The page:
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.Two Young Film Stars Put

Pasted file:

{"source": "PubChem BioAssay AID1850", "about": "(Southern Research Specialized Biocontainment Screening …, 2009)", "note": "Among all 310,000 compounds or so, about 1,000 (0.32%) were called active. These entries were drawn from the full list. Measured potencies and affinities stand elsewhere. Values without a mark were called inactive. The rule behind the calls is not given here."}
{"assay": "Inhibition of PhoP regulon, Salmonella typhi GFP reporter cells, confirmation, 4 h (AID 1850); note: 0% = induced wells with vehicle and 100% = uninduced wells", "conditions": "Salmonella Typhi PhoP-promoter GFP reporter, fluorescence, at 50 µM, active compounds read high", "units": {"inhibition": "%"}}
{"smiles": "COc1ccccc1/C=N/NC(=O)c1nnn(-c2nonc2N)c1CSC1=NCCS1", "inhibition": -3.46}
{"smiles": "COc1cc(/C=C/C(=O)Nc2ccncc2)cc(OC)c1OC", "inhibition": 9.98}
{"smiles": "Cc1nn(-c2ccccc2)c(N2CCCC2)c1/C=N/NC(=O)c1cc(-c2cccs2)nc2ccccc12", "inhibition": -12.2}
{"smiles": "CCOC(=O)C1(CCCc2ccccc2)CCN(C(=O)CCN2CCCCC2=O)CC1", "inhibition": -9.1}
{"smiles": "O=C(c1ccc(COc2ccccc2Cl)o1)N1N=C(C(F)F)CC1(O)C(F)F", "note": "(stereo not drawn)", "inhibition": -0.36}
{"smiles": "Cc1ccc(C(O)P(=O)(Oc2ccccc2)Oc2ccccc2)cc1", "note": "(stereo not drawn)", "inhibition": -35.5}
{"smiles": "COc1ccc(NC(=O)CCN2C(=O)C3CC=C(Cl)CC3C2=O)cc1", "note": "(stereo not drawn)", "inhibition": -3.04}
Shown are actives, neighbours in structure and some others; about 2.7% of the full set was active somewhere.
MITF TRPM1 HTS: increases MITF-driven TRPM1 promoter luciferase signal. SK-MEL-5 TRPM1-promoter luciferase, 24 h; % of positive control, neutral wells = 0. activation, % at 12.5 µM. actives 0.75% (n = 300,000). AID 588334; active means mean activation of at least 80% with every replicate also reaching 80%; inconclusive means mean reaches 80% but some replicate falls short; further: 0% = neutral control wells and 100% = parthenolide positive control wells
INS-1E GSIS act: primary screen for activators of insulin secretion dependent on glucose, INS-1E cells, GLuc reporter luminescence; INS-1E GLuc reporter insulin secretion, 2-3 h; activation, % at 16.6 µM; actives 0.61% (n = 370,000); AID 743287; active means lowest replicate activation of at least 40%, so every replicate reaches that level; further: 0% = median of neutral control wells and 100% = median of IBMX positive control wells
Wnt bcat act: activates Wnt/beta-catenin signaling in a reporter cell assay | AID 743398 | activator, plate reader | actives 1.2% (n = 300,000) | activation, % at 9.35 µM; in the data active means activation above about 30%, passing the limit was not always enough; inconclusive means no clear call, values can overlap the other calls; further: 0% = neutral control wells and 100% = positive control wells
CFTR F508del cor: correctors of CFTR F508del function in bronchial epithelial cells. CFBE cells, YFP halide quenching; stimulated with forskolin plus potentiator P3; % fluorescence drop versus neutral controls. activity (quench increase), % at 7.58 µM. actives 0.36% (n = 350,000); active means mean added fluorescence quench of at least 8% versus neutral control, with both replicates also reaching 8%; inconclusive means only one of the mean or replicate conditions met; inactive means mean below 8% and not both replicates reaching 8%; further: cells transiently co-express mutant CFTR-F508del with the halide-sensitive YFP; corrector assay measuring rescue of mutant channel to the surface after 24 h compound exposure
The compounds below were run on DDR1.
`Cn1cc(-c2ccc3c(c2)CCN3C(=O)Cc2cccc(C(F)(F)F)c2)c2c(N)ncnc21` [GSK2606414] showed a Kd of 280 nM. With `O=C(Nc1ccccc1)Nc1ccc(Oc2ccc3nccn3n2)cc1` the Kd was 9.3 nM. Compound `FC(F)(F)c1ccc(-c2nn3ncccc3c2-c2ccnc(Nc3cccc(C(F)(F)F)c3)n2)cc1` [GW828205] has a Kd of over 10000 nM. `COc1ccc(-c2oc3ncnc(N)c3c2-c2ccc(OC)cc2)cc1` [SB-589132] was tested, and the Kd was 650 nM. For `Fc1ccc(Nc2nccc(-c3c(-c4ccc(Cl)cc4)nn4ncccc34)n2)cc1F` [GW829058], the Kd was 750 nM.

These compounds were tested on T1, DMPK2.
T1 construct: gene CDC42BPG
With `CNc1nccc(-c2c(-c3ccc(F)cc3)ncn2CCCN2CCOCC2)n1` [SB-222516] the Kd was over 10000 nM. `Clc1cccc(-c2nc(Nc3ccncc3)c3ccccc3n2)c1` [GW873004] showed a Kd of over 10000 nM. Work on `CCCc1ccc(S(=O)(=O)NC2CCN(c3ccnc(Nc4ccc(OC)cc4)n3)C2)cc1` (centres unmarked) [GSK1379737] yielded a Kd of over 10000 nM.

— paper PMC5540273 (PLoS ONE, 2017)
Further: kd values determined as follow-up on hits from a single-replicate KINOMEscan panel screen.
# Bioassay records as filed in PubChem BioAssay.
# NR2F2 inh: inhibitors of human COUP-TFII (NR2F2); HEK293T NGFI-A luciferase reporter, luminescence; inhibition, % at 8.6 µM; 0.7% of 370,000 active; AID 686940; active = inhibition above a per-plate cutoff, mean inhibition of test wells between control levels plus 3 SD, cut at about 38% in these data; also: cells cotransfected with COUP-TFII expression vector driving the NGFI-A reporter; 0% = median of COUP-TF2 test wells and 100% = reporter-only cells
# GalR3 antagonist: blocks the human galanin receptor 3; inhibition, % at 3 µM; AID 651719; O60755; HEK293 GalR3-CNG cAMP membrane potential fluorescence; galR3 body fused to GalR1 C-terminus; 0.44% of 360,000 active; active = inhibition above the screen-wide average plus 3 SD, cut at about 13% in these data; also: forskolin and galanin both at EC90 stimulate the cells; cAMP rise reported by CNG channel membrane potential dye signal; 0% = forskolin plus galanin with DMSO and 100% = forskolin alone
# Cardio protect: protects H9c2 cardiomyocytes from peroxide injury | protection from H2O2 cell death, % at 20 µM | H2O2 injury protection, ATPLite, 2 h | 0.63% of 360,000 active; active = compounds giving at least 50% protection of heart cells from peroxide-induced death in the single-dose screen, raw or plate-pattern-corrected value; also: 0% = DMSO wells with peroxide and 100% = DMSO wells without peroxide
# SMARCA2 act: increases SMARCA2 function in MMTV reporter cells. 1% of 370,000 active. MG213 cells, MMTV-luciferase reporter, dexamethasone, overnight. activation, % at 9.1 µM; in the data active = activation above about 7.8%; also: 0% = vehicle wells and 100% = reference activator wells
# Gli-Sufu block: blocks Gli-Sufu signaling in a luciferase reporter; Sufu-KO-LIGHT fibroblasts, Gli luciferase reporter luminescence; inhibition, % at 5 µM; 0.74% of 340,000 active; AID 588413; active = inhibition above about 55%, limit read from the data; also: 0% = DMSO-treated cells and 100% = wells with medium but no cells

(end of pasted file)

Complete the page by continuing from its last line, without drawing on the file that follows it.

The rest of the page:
j New Furrows in Brow of Correspondent. » By DALE HARRISON, Associated Press Staff Writer. NEW YORK, October 23 —It. is be ing bruited around town that the art of the interview, once looked upon In this business as highly significant, is ^one with the wind, but we shall see what we shall see. In yesteryear the procedure was to beard some personage in-his den and lead him artfully to commit him self on the sub jects of the day, after which the c o r r e s pondent would retire to his typewriter and, in beautifully turned phrases, give the results to the waiting world. But today we have the movie cocktail party in- j terview. at which some rich em Tyrone Power. pioyer plays host to the ladies and gentlemen of the press with the idea of having said L. and O. meet famous personages in the employ of same, and write glowingly thereof. • Mr. Tyrone Power and Miss Alice Faye, two of the younger geniuses of •* the silver screen, sat with your corre spondent a few hours ago and were in terviewed to the music of clinking ice rubes in fancy tumblers. Your cor respondent, alive to his responsibility to the American public, tried with all ’ hi* might to keep his mind on the con versation, with the following results, if such they may be called: "Miss Faye and Mr. Power, please sit here.” he began, “we are just a news paperman and will not fawn upon you as the other guests are doing. This will be a great relief to you because we know you are simple folk at heart to whom fawning is distasteful.” • Miss Faye Tells All. Miss jraye said. wnen i. nave finished my career in pictures I intend to be a newspaper writer.” "The American public.” said your correspondent warmly, "awaits your literary contributions with uncon cealed impatience.” Mr. Power spoke: "I want to do eomething big—really big—in pictures.” "I am sure the film magnates will rote your work to jdate and give you a chance to do something big,” said the cor respondent. "I have always wanted to write,” interjected Miss Faye, fascinating ly beautiful in foxes and orchids. "Did you see me in-?” be ' gan Mr. Power, obviously anxious not to be side- Aliet r,„. tracked by Miss Faye's literary ambition. "Yes. indeed," broke in the cor respondent. “I have seen you in everything.” This was a falsehood, but the correspondent was not in a mood, unfortunately, to go into this no doubt fascinating phase of the progress of the cinema. “Do you have time to do much reading. Mr. Power?” Tyrone is Amused. * “I manage to do some,” the hand iome youth responded. "For Instance, I was highly amused recently in read ing in one of the magazines a story called 'The Life Story of Tyrone Power.’ ‘ "It was quite an article." Mr. Power j went on. “I am still chuckling over it. Just imagine! The ‘life story'’ of a fellow who is only 23 years old!” He laughed merrily. "The famous ‘Billy the Kid’ had a ** dozen life stories written about him,” the correspondent recalled, “and he was a mere 21 years old w’hen he died.” The correspondent is really very catty at heart. At this point Mr. Power noted that the interviewer was resplendent with a, flower in his lapel, and -said he would like one. “Allow me,” said the correspondent, plucking one from a vase that was directly in front of Mr. Power, “with | the compliments of our host.” The young man took the bloom in : k.1. .a__ J UaM 14- •cvvitomnlathrAlv --—-*- » ; Young Lady Gushes. At (that moment a young lady who had arrived at the table without hav ing been Invited—as this is apparently a free-and-easy country—began to ' gush. "Let me do it, Tyrone,” she cooed. | As she carefully placed the blossom in his buttonhole, she said: "This is j the happiest moment of my life.” (This positively is a verbatim quote.) Mr. Power then felt an urge to smoke. He took a cigarette from the case of the young lady and held it, expectantly in his fingers. The young ! * lady got the idea, found a match, i ■truck it, and the Power cigarette glowed in grateful acknowledgement. Miss Faye, who is mighty pretty, ■aid: "I feel that I should be given ■tronger roles—roles in which I can really act.” "Something really big. Is that it, Miss Faye?” asked the correspondent, Who was beginning to catch on. "That's it; something really big,” • Bhe smiled. (One sort of goes limp under the Faye smile.) "Of course. I shall sing as heretofore, but my big ambition is to really act.” "And be a newspaper writer," added ' the correspondent. "And be a newspaper writer,” echoed Alice hastily. D. C. HEALTH PROJECTS * IN SCHOOLS ANNOUNCED The District Tuberculosis Associa tion will carry on three health projects In the District schools during the com ing year, Mrs. Ernest R. Grant, man aging director of the association, an • nounced yesterday. The three projects involve the tu berculin tests for senior high school ■tudents, a health education institute for administrators and teachers and an essay prize contest for sixth grade pupils during November on "Why I Buy Christmas Seals.” All three have -* been sanctioned by the Board of Edu cation. Funds for the tuberculin tests and for X-ray photographs of the pupils’ chest* will come from the money de rived from sale of Christmas seals, Grant said. Presenting Four More Old Masters For the third week of its art appreciation program, The Star presents the paintings pictured above. Left to right, top, are Breughel's “Peasant Wedding" and Massys’ ”Banker and His Wife," and. below. Holbein's “Anne of Cleves” and Durer's "View of Trent.” They are classics of Northern European art. _•_ Four Masters of 16th Century Provide Art in Star Campaign Works of Holbein, Durer, Massys and Breughel Are Offered as Third Set of Reproductions in Program, FOUR great painters of- the early 16th century—Holbein, Durer, Massys and Breughel—are introduced today to followers of The Star's art appreciation campaign as the movement enters its third week. Presentation of their work as the third set in 48 famous paintings offered by The Star and the National Committee for Art Appreciation gives new impetus to a movement that has met with success on every hand in the Washington Aren. American art as it is today was* shown in the first set that opened the art project. From there, the color reproductions reverted to the Italian Renaissance and the birth of the “golden age” of painting in Florence, Italy. Now, the third set takes up the work of four other old masters who labored in Germany, Belgium and the Netherlands in the early part of the 16th century' and carried the spirit of the Renaissance into Northern Europe. Throughout the campaign all sets of pictures offered in previous weeks will remain available to those who wish to obtain them, either by mail or at the art booth on the first floor, of The Star Building. The pictures, printed by a new multi-color process, pre released in sets of four each week, at prices within the reach of every one. Organisations Hail Campaign. Not only has the campaign pene trated every walk of life in this terri tory but it has reached all so-called organized life—the churches, public, private and parochial schools, art schools, colleges and universities, clubs, commercial establishments and , parent-teacher associations. The reproductions and the lessons in art appreciation by Dr. Bernard j Myers of New York University that, accompany each set have evoked widespread ccfmmendation for their educational and cultural value, de- j velopment of art appreciation and stimulus to the movement designed ; to direct leisure time of the public at ; large into these fields. j Brief sketches df the paintings of fered during the third week of the campaign follow: . “Anne of Cleves” by Hans Holbein— this portrait so intrigued Henry VIII of England that he decided to make the girl his fourth wife. But he was intensely disappointed when he saw her and soon after the ceremony had the marriage annulled. When she was informed of the King's displeasure she swooned, for she expected to be executed as others of Henry's wives had been. However, Anne managed to escape with her head and was even pensioned, but Hans Holbein, the pop ular portraitist of Henry VIII s court, who had perpetrated the deception, was sharply rebuked. Holbein, most skillful of portrait painters, was also an excellent decorator and draughtsman, painter of frescoes and architect, jewerly designer and book illustrator, besides being a modeler and miniaturist. He ranks with Durer as the greatest of German painters. uaicr vuiui w.t “View of Trent” by Albrecht Durer— this watercolor is typical of Durer’s mastery of that difficult and exacting medium. Durer is Germany’s greatest painter, the first of his race to realize he was living in a new age. When he visited Italy he was amazed and impressed by the great accomplish ments of such masters as Leonardo, Michelangelo and Titian. Through the influence of Durer, the art of Northern Europe, within his own life time. was lifted out of the Middle Ages into the Renaissance. Like Leonardo da Vinci he was a man of universal genius, a goldsmith, an art critic, a writer and a supreme artist. He was undoubtedly the greatest master of the w'oodcut. So famous and so pop ular did Durer’s engravings become that he had to travel again to distant Italy to complain of widespread pla giarism. His sketches of buildings, landscapes, even of an animal or a flow'er, are among the most priceless treasures in the whole history of art. “The Banker and His Wife,” by Quentin Massys—in this picture the artist illustrates the tradition in Flem ish painting known as "the micro scopic point of view.” Detail and more detail, each one rendered per fectly, distinguishes his style. Care fuHy and faithfully, Massys painted each feature of the two faces and lavished no less care upon the tiniest visible object in the room. In his early years, he was a blacksmith and ironworker; then, falling in love with an artist's daughter, he turned to paint ing and became one of the masters of all time Two monarchs, King Philip II and Queen Elizabeth, bid against each other for "The Entombment," but the people of Antwerp refused to let it go. Bidding reached 40.000 florins ($50,000) for this picture Massys had sold for 300 florins. "The Peasant Wedding.” "The Peasant Wedding.” by Pieter Breughel, the Elder—this is a crowded canvas that is full of rustic merri ment. Before the time of Breughel, the subjects of art were limited to religious, historical or mythological subjects, and portraiture of the great or wealthy. Breughel was one of the first to concern himself almost entirely with humble folk. He lived with them, observed them, knew' them. For 400 years after his death he was for gotten, but recently a Breughel vogue has retrieved him from almost com plete oblivion and he is rapidly be coming one of the most popular of the old masters. These four pictures follow the sec* ond set, w'hich includes Da Vinci's immortal "Mona Lisa.” probably the most famous painting in the world; the great Michelangelo’s “Creation of Adam.” Titian's "Duke of Ferrara" and Raphael's “Madonna Tempi.” While the second set was enjoying a record sale last week, the first set continued to win favor with those who entered the campaign during the second week. The first group includes Winslow Homer's "Bahama Tornado,” Thomas Eakins'' "Lady With a Set ter,” Mary Cassatt's "Mother and Child” and Thomas Benton's “Lasso ing Horses.” These works are by modem Americans. Benton is the only living artist among them. PLANE TOUR SUPPORTS TREATIES RATIFICATION “Flying Caravan” of People’s Mandate to Visit Nations Pres . ent at Conference. The “flying caravan” of the People's Mandate will leave Saturday morning on an airplane tour of the Latin American republics supporting the ratification of the Buenos Aires peace treaties. Members of the flying gyoup will be received by Secretary of State Hull at 3:30 p.m. Friday in the diplomatic room at the State Department and the following morning will fly to Hyde Park where they will be received by President Roosevelt. Mrs. Burton W. Musser of Salt Lake City, Utah, who was the only woman member of the American delegation ‘to the Buenos Aires conference, is leader of the Caravan. In tfie capital of every country to be visited the group will be received by the President and Secretary of State, with whom the status of rati fication will be discussed. -0 .. .... Builds Own House. With no previous building experi ence and without help, Edward Mas ters of Axminster, England, has com pleted a six-room house in two years, casting concrete blocks, hewing stone, cutting timber, installing the electric generator and making the furniture from his own trees.. TERMITES We number among our customers many outstanding organizations — including Pan American Union—War Dent.— S. S. Kresse Co.—Pittsburgh Plate Glass Co.—Gulf Refining Co.—-Pruden tial Life Ins. Co.—Pennsylvania Rail Road—City of Philadelphia—and many others. Our Ground Treatment doesn't decay or evaporate in the ground. It lasts. Free Inspection. Guaranteed Treatment. TERMITE CONTROL CO.. A Washincton-Ownei Company W. O. Pruitt. Mgr. Natl. Frees Bldg. Natl. *711 "Ask Our Customers” s Ai w CRASH FATAL 1010 19 Injured in Bus-Train Ac cident, but Only Four Seri ously Hurt. By the Associated Press. MASON CITY, Iowa. October 23 — A sorrowing group of Renwick, Iowa, parents bore their dead homeward to night while investigators worked over the wreckage of a wooden high schopl bus which carried 10 persons to their deaths beneath the Rock Island's streamlined rocket train. The bus, carrying 26 students, 2 teachers and a driver from the little Humboldt County town of Renwick, was struck yesterday at a private crossing inside the yards of the Mason City Brick & Tile Co., where the stu dents had been visiting. They were on a tour of Mason City industries. All 19 of the students who escaped death were injured, although only 4 of them were considered in a serious condition. Among the dead were the bus driver, both teachers and seven students, two of them girls. Cerro Gordo County Coroner J. E. McDonald today picked a three-man jury and scheduled an inquest for Monday. A delegation of railroad officials from Des Moines. Chicago and Kansas City began a formal investigation this morning. Two Interstate Commerce Commission investigators also visited the scene and planned to confer with railroad officials in Des Moines to morrow. CHILDREN’S PLAYS SERIES IS STARTED Junior League Sponsors Dramas for Young People of Moder * ate Means. In an efTort to bring good stage entertainment to children of moderate means, the Junior League of Washing ton is sponsoring for the second year a series of children's plays, the first of which was held at the Roosevelt High School yesterday. Despite the rainy weather, a “good house’’ turned out to see “The Reward of the Sun God," a play based on the Hopi Indian legend. On November 6, according to Mrs. Reginald Mead of the Junior League, children can see ‘"The Princess and the Swineherd.” from the story by Hans Christian Anderson, and on November 13, “The Bumble Bee Prince,” an opera by Alexander Pushkin and Rimsky-Korsakoff. These first three productions, Mrs. Mead said, are put on by New York actors. The fourth and final play will be the "Taming of the Shrew%” presented by a group of Washington school chil dren, under the direction of Miss Helen Burton. Mrs. Mead pointed out that many individuals and donors are giving money to provide tickets for children at Children's Hospital, Barney Neigh borhood House and Friendship House. These children are called for by bus. All the plays will be at Roosevelt, Mrs. Mead said, because of the large auditorium and the parking facilities « ...IUU1 ~ ■■WATCH REPAIRS™ MONEY BACK GUARANTEE PRICES SURPRISINGLY LOW Nationally known jewelry on easy terms. No Interest or carryinr eharres. ERNEST BURK Formerly head watchmaker with Chas. Schwartz and Son for many years. 1I0.» G St. N.W., Rm. .306. DI»t. 277,1 FREE! Come and Discuss Your Children’s Art Problems «™ kurt AMERICA’S FOREMOST RAPID-SKETCH ARTIST MUTH 710 13th N.W, VETERAN IS KILLED BY HIT-RUN DRIVER Struck Walking Along Road Near Laurel After See ing Races. • B> a Staff Correspondent of The Star. LAUREL, Md., October 23.—George E. Welgal, 40-year-old World War veteran, who had worked for the last two weeks as a laborer on a farm near here, was Instantly killed tonight when struck by a hit-and-run automobile while walking along Montgomery road. Weigal had attended the races and was returning to his place or* em ployment on the estate of Mrs. Marton Parker and Mrs. Charles Martin, widowed sisters who served overseas as nurses during the war, when he was run down in front of Laurel Cem etery. ‘ Arthur Brown, former Prince Georges County policeman, who lives nearby, said he heard a crash on the road and ran from his house and found Weigal's'body laying near the cemetery's entrance. The tail light of a fleeing car was .seen some distance away. $500 in Bonds Found. While Weigal worked for $5 a week and his board clearing underbrush from the 100-acre estate of Mrs. Park er and Mrs. Martin, a search of his effects disclosed last night that he had $500 in service bonds and a "fair sum” on deposit in the Mercantile Savings Bank in Baltimore. It was disclosed by Mrs. Parker that Herman Bode, the malnourished wanderer who died last month in Gallinger Hospital at Washington and later was found to have an estate of $35,000, also was employed at her place at the time he died. Mrs. Parker, a granddaughter of the late Judge Mann of the Florida State Supreme Court, said Bode, like Weigal, worked for $5 a week and his board while assisting a gang of laborers in cleaning up their prop erty. Father of One Child. Weigal, who joined the Army at Little Falls, N. Y., was married and had one child, but his employers said they had no knowledge of their whereabouts. A sister, Mrs. Edward Koppe, lives at Dolgeville. N. Y. Weigai was a member of the Odd Fel lows’ Lodge at Knoxville. N. Y., ac cording to papers found among his effects. At one time he was under the care of physicians at, the Veterans’ Hospital in Dayton, Ohio. Weigal’s body was removed to the W. C. White Co. funeral home in Laurel, and a coroner’s jury was sworn in over the body by Justice of the Peace Vawter. An inquest was called for 9 p.m. Monday at the Laurel town police station. CAPITAL MAN SET FREE ON BOND IN MEXICO Mark Anthony Steele Held in Alleged Infraction of Labor Immigration Law. Mark Anthony Steele, vice president of the Union Circulation Co. of New York, and giving Washington as his home address, was freed in Mexico City yesterday under bond of 400 pesos, the Associated Press reported, while attorneys sought to straighten out al leged infractions of the Mexican labor immigration law. According to the Associated Press, Steele went to Mexico with a crew of six women and one other man to solicit magazine subscriptions for his company. At Monterey, they were joined by Josefina Heyser. who accom panied them to Mexico City. Discharged in Mexico City, the Hey ser girl filed indemnification action under the Mexican labor laws. In the subsequent inquiry of Steele's party, it was charged that one of his party had entered Mexico illegally and that the solicitation activities were being con ducted without a proper permit. D. C. MAN RE-ELECTED LOUISVILLE, Ky„ October 23 UP). —The Phi Beta Gamma Legal Fra ternity, in convention here, today re elected Fred O. Roth, Washington, chief justice. Paul Clement. Minneap olis, was chosen chief justice; W. Lor raine Mix, Louisville, clerk: A. Norwood Funk, Baltimore, bailiff; Russell Moore. St. Paul, chancellor, and James J, Ross, Louisville, marshal. n \jlIB Cm. A«e ✓ ono Mrs. Donner Roosevelt Weds Mrs. Elizabeth Donner Roosevelt, divorced wife of Elliott Roosevelt, second son of the President, was married yesterday in Philadelphia to Curtin Winsor of Ardmore. Pa. The couple is shown leaving the Second Presbyterian Church after the ceremony. The bride's father, William H. Donner, gave her in marriage. She was unattended. After the ceremony, the wed ding party attended a small reception at a hotel. The Winsors will live at Brentwood, Rosemont, Pa. —Copyright, A. P. Wirephoto. MRS. ROOSEVELT TO SPEAK NOVEMBER 3 Will Address Southern Women's Educational Alliance Board at Session Here. Mrs. Franklin D. Roosevelt will speak before the twenty-third annual session of the National Board of Trustees of the Southern Woman's Education Alliance, meeting Novem ber 1-3 at the Mayflower Hotel to dis cuss problems in rural youth guidance and rural occupation, it was an nounced yesterday. The Rural Youth Guidance In stitute, sponsored by the alliance, will meet, as a special unit along with the board session. Mrs. Roosevelt is to speak at a spe cial closing session November 3 in honor of Washingtonians interested in I organizing a local branch of the i alliance and rural leaders co-operating j in the guidance institute. Attendance to the sessions is by in | vitation and will be restricted to 40 or 50 consultants, it was said. Among the agencies co-operating in the institute are the Departments of Education of North Carolina, Ken tucky and Virginia and the rural de partment of the National Education Association. Consultants will include Dr. Louise Stanley, chief of the Home Economics Bureau, Agriculture Department; Walter Burr of the United States Employment Service; Dr. Bruce L. Melvin, principal supervisor of the Works Progress Administration rural research; Dr. T. B. Manny of the University of Maryland, Dr. Howard A. Dawson, director of rural educa tion. National Education Association; Eugene Merritt of the Agricultural Extension Service, and Howard W. Oxley and John A. Lang of the Civilian Conservation Corps. — - -• -.. Coal underlie* 8,000 square miles in Alabama. PH-53 OIL H U K N fr R. J 3jj> Sold, Installed, Serviced || M ond Guaranteed by _I 975 CLASSROOMS] —of Municipal and Parochial Schools in D. C. and vicinity depend upon Herman Nelson for healthful Air Conditioning. The choice of leading Architects, Engineers, Builders from j Coast to Coast. There must be o reason! -—--•-—— •:' • :: ■ •:> ■ ■ —.... . ^ 8 sor OIL BURNERS Give your home the best! The Herman Nelson ail burner has been awarded the National first prize for mechanical design and appearance. It is the re sult of 30 years of manufacturing ex perience. And, important to remember is the firm behind the burner. You can't go wrong with anything you buy from Lee D. Butler. Call us Joday for an unbiased survey pf your heating plant by aur experts. i i I HOUSE MEMBER’S SON AND ATLANTAN MARRY Daniel O'Day and Miss Ida M. Sadler Are Wed in Georgia Capital. Br the Associated Press. ATLANTA, October 23.—Miss Ida M. Sadler, former society reporter of the Atlanta Journal, and Daniel O'Day of Rye, N. Y., son of Representative Caroline O'Day, Democrat, of New York were married here today. Miss Sadler, a beautiful brunette, is the daughter of Mr. and Mrs. Gilles pie Sadler of Atlanta. Her father ii superintendent of claims for a rail way express company. The couple planned a honeymoon in Cuba and Mexico. They will mak* their home in New York. The bride groom is associated with Phelps, Penn <fc Co. DENTISTRY By Dr. Vaughan I am exceeding ly proud of the professional serv ice now being ren dered in my office —a service abso lutely complete in every detail, and at fees within the reach of everybody. Easy Terms May Be Arranged DR. 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